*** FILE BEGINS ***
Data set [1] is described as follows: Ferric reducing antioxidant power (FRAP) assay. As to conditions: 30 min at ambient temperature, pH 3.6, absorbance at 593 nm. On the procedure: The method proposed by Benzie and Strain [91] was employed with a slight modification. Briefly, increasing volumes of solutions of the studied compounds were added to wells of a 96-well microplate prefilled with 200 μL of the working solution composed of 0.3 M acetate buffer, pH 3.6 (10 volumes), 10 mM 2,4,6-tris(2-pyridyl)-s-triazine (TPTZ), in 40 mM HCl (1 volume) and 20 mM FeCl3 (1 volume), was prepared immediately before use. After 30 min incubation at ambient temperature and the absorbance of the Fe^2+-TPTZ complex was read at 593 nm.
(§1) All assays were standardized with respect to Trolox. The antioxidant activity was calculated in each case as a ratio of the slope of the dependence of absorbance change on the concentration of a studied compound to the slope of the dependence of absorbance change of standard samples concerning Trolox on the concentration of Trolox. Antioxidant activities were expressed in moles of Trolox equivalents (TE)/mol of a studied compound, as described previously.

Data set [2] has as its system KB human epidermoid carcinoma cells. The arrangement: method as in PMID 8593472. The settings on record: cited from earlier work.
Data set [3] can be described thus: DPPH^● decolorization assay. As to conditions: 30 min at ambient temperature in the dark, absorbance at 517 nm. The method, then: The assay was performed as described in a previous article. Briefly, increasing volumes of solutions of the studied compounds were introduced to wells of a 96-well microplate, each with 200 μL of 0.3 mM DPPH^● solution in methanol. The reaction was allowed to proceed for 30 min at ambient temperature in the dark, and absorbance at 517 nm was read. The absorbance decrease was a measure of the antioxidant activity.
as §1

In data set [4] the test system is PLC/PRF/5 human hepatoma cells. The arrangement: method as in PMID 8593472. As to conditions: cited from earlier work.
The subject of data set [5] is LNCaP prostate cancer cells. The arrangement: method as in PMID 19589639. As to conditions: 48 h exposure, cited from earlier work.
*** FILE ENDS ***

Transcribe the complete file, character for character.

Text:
Data set [1] is described as follows: Ferric reducing antioxidant power (FRAP) assay. As to conditions: 30 min at ambient temperature, pH 3.6, absorbance at 593 nm. On the procedure: The method proposed by Benzie and Strain [91] was employed with a slight modification. Briefly, increasing volumes of solutions of the studied compounds were added to wells of a 96-well microplate prefilled with 200 μL of the working solution composed of 0.3 M acetate buffer, pH 3.6 (10 volumes), 10 mM 2,4,6-tris(2-pyridyl)-s-triazine (TPTZ), in 40 mM HCl (1 volume) and 20 mM FeCl3 (1 volume), was prepared immediately before use. After 30 min incubation at ambient temperature and the absorbance of the Fe^2+-TPTZ complex was read at 593 nm.
(§1) All assays were standardized with respect to Trolox. The antioxidant activity was calculated in each case as a ratio of the slope of the dependence of absorbance change on the concentration of a studied compound to the slope of the dependence of absorbance change of standard samples concerning Trolox on the concentration of Trolox. Antioxidant activities were expressed in moles of Trolox equivalents (TE)/mol of a studied compound, as described previously.

Data set [2] has as its system KB human epidermoid carcinoma cells. The arrangement: method as in PMID 8593472. The settings on record: cited from earlier work.
Data set [3] can be described thus: DPPH^● decolorization assay. As to conditions: 30 min at ambient temperature in the dark, absorbance at 517 nm. The method, then: The assay was performed as described in a previous article. Briefly, increasing volumes of solutions of the studied compounds were introduced to wells of a 96-well microplate, each with 200 μL of 0.3 mM DPPH^● solution in methanol. The reaction was allowed to proceed for 30 min at ambient temperature in the dark, and absorbance at 517 nm was read. The absorbance decrease was a measure of the antioxidant activity.
as §1

In data set [4] the test system is PLC/PRF/5 human hepatoma cells. The arrangement: method as in PMID 8593472. As to conditions: cited from earlier work.
The subject of data set [5] is LNCaP prostate cancer cells. The arrangement: method as in PMID 19589639. As to conditions: 48 h exposure, cited from earlier work.